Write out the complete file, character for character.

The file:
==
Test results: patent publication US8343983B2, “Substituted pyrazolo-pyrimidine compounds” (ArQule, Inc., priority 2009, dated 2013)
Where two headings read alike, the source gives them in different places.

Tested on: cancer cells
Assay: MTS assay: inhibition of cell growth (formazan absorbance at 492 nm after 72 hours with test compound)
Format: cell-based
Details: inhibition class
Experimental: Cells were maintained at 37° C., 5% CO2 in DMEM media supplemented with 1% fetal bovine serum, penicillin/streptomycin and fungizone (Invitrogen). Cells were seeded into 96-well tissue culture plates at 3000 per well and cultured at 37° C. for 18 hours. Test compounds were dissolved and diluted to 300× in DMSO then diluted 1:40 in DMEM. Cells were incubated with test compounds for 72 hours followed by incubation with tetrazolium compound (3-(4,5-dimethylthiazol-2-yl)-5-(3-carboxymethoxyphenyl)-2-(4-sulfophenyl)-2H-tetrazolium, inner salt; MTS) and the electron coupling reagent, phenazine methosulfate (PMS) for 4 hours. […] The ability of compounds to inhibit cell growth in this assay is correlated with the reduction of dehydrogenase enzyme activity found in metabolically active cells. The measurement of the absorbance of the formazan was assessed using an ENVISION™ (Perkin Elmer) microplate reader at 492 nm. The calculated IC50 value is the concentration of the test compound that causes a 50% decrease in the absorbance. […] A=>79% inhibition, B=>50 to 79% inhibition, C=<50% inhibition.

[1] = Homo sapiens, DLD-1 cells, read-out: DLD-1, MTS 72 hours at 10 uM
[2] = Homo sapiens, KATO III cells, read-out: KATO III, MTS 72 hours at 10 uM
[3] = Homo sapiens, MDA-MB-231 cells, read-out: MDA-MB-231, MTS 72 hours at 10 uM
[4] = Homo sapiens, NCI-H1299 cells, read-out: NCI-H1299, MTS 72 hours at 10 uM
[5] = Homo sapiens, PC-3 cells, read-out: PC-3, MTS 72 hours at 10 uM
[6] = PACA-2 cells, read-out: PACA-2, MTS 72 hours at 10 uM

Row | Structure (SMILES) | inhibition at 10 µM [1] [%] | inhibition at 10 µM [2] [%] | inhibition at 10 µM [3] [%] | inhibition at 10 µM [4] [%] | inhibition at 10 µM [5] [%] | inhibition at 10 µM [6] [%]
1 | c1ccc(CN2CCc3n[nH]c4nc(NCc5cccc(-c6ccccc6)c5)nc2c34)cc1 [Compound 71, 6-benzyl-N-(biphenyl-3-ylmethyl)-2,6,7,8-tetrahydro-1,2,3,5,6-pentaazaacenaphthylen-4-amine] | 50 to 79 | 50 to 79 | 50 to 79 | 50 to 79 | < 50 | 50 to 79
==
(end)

Test results: patent publication US8343983B2, “Substituted pyrazolo-pyrimidine compounds” (ArQule, Inc., priority 2009, dated 2013)
Where two headings read alike, the source gives them in different places.

Tested on: cancer cells
Assay: MTS assay: inhibition of cell growth (formazan absorbance at 492 nm after 72 hours with test compound)
Format: cell-based
Details: inhibition class
Experimental: Cells were maintained at 37° C., 5% CO2 in DMEM media supplemented with 1% fetal bovine serum, penicillin/streptomycin and fungizone (Invitrogen). Cells were seeded into 96-well tissue culture plates at 3000 per well and cultured at 37° C. for 18 hours. Test compounds were dissolved and diluted to 300× in DMSO then diluted 1:40 in DMEM. Cells were incubated with test compounds for 72 hours followed by incubation with tetrazolium compound (3-(4,5-dimethylthiazol-2-yl)-5-(3-carboxymethoxyphenyl)-2-(4-sulfophenyl)-2H-tetrazolium, inner salt; MTS) and the electron coupling reagent, phenazine methosulfate (PMS) for 4 hours. […] The ability of compounds to inhibit cell growth in this assay is correlated with the reduction of dehydrogenase enzyme activity found in metabolically active cells. The measurement of the absorbance of the formazan was assessed using an ENVISION™ (Perkin Elmer) microplate reader at 492 nm. The calculated IC50 value is the concentration of the test compound that causes a 50% decrease in the absorbance. […] A=>79% inhibition, B=>50 to 79% inhibition, C=<50% inhibition.

[1] = Homo sapiens, DLD-1 cells, read-out: DLD-1, MTS 72 hours at 10 uM
[2] = Homo sapiens, KATO III cells, read-out: KATO III, MTS 72 hours at 10 uM
[3] = Homo sapiens, MDA-MB-231 cells, read-out: MDA-MB-231, MTS 72 hours at 10 uM
[4] = Homo sapiens, NCI-H1299 cells, read-out: NCI-H1299, MTS 72 hours at 10 uM
[5] = Homo sapiens, PC-3 cells, read-out: PC-3, MTS 72 hours at 10 uM
[6] = PACA-2 cells, read-out: PACA-2, MTS 72 hours at 10 uM

Row | Structure (SMILES) | inhibition at 10 µM [1] [%] | inhibition at 10 µM [2] [%] | inhibition at 10 µM [3] [%] | inhibition at 10 µM [4] [%] | inhibition at 10 µM [5] [%] | inhibition at 10 µM [6] [%]
1 | c1ccc(CN2CCc3n[nH]c4nc(NCc5cccc(-c6ccccc6)c5)nc2c34)cc1 [Compound 71, 6-benzyl-N-(biphenyl-3-ylmethyl)-2,6,7,8-tetrahydro-1,2,3,5,6-pentaazaacenaphthylen-4-amine] | 50 to 79 | 50 to 79 | 50 to 79 | 50 to 79 | < 50 | 50 to 79